UCLA researchers in the Department of Pharmacology and Department of Microbiology, Immunology, & Molecular Genetics have developed a novel dual gene positron emission tomography reporter system for the enhanced labeling of cells in vitro and in vivo.
Positron Emission Tomography (PET) is a non-invasive imaging tool that has been used in the clinic for imaging metabolic processes within a patient’s body. Positron emitting isotopes or probes are injected into patients and are then taken up by biologically active molecules which are detected by a PET scanner. This system has been modified to be used as an imaging tool for research as well. Cells of interest can be targeted to express a gene that results in the preferential accumulation of PET probes, thus tagging these cells for imaging. These genes typically encode either an enzyme, which catalyzes the PET probe to intracellularly trap it, or a receptor, which binds to a positron-emitting ligand. Signals from the probe can then be detected by a PET scanner for further downstream image analysis.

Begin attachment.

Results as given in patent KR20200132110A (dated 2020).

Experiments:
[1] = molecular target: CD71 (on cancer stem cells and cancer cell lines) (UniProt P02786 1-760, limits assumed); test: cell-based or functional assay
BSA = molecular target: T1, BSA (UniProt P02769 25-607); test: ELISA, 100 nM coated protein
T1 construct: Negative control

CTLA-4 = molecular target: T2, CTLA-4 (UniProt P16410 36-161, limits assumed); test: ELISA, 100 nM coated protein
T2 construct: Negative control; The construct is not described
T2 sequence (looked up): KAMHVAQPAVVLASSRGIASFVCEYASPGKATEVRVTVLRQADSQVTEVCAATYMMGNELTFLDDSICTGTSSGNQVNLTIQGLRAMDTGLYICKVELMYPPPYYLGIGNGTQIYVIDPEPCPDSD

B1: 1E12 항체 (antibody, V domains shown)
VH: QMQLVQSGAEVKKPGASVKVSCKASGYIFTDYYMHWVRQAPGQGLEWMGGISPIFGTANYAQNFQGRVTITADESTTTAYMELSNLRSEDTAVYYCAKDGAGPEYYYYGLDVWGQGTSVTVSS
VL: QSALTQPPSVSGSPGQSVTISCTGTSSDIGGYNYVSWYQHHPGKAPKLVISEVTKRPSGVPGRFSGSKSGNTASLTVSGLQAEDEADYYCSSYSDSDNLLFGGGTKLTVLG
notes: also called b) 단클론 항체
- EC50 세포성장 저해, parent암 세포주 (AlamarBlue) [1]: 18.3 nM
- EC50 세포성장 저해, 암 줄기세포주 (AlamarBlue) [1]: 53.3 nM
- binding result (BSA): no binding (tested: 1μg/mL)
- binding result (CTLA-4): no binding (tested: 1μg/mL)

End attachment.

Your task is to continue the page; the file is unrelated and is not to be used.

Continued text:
UCLA researchers have developed a novel dual gene PET reporter system that utilizes two genes to drive the accumulation of PET probes into target cells. One of the genes encodes a transporter, which allows for selective internalization of the probe into cells, and the other encodes a downstream kinase that catalyzes the probe to intracellularly trap it. By using these two reporter genes, this invention exhibits greater specificity and avidity compared to other single gene PET reporter systems. Furthermore, this system is designed to use human genes that would not cause an immunogenic response in human subjects, making it a potential tool for labeling cells for cell transplantation therapy.
Testing in cell culture showed improved labeling of cells compared to single gene PET reporter systems.
Positron emission tomography, PET, PET probe, reporter system, cell targeting, gene reporter, imaging, non-immunogenic